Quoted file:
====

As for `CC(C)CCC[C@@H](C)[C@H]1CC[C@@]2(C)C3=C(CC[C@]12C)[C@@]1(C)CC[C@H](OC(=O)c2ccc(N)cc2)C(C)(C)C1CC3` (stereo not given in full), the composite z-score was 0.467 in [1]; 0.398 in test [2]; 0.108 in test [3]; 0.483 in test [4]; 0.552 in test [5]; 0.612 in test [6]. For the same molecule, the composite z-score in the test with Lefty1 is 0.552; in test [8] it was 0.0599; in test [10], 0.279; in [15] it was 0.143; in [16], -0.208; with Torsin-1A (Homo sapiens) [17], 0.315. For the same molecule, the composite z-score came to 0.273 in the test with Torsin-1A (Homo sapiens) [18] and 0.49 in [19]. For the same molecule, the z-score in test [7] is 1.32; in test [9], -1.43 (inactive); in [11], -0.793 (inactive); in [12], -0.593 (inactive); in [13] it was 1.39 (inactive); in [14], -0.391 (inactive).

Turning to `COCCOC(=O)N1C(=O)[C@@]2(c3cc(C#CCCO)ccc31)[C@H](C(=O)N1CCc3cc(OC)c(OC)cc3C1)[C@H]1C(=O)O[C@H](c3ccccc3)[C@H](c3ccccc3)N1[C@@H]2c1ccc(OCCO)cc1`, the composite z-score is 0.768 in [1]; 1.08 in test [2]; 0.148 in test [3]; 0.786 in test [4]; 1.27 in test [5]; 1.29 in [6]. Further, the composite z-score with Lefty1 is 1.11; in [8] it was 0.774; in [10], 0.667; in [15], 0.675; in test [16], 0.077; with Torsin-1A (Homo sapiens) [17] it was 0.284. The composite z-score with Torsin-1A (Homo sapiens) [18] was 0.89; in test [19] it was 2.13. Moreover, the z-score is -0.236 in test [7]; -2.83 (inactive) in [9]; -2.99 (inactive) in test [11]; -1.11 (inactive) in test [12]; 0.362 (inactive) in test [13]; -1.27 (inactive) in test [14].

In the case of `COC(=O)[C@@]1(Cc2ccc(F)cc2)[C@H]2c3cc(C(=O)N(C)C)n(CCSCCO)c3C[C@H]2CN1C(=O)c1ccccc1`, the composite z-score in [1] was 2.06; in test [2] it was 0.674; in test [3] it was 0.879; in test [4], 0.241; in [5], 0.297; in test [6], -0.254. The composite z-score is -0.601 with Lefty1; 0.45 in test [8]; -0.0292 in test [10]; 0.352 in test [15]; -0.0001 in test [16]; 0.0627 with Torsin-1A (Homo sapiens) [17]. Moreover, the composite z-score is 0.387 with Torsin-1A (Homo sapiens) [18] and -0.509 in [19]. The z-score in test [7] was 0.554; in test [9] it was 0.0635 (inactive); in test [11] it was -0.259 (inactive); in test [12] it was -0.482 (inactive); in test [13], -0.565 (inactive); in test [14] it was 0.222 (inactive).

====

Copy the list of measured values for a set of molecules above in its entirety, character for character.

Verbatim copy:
As for `CC(C)CCC[C@@H](C)[C@H]1CC[C@@]2(C)C3=C(CC[C@]12C)[C@@]1(C)CC[C@H](OC(=O)c2ccc(N)cc2)C(C)(C)C1CC3` (stereo not given in full), the composite z-score was 0.467 in [1]; 0.398 in test [2]; 0.108 in test [3]; 0.483 in test [4]; 0.552 in test [5]; 0.612 in test [6]. For the same molecule, the composite z-score in the test with Lefty1 is 0.552; in test [8] it was 0.0599; in test [10], 0.279; in [15] it was 0.143; in [16], -0.208; with Torsin-1A (Homo sapiens) [17], 0.315. For the same molecule, the composite z-score came to 0.273 in the test with Torsin-1A (Homo sapiens) [18] and 0.49 in [19]. For the same molecule, the z-score in test [7] is 1.32; in test [9], -1.43 (inactive); in [11], -0.793 (inactive); in [12], -0.593 (inactive); in [13] it was 1.39 (inactive); in [14], -0.391 (inactive).

Turning to `COCCOC(=O)N1C(=O)[C@@]2(c3cc(C#CCCO)ccc31)[C@H](C(=O)N1CCc3cc(OC)c(OC)cc3C1)[C@H]1C(=O)O[C@H](c3ccccc3)[C@H](c3ccccc3)N1[C@@H]2c1ccc(OCCO)cc1`, the composite z-score is 0.768 in [1]; 1.08 in test [2]; 0.148 in test [3]; 0.786 in test [4]; 1.27 in test [5]; 1.29 in [6]. Further, the composite z-score with Lefty1 is 1.11; in [8] it was 0.774; in [10], 0.667; in [15], 0.675; in test [16], 0.077; with Torsin-1A (Homo sapiens) [17] it was 0.284. The composite z-score with Torsin-1A (Homo sapiens) [18] was 0.89; in test [19] it was 2.13. Moreover, the z-score is -0.236 in test [7]; -2.83 (inactive) in [9]; -2.99 (inactive) in test [11]; -1.11 (inactive) in test [12]; 0.362 (inactive) in test [13]; -1.27 (inactive) in test [14].

In the case of `COC(=O)[C@@]1(Cc2ccc(F)cc2)[C@H]2c3cc(C(=O)N(C)C)n(CCSCCO)c3C[C@H]2CN1C(=O)c1ccccc1`, the composite z-score in [1] was 2.06; in test [2] it was 0.674; in test [3] it was 0.879; in test [4], 0.241; in [5], 0.297; in test [6], -0.254. The composite z-score is -0.601 with Lefty1; 0.45 in test [8]; -0.0292 in test [10]; 0.352 in test [15]; -0.0001 in test [16]; 0.0627 with Torsin-1A (Homo sapiens) [17]. Moreover, the composite z-score is 0.387 with Torsin-1A (Homo sapiens) [18] and -0.509 in [19]. The z-score in test [7] was 0.554; in test [9] it was 0.0635 (inactive); in test [11] it was -0.259 (inactive); in test [12] it was -0.482 (inactive); in test [13], -0.565 (inactive); in test [14] it was 0.222 (inactive).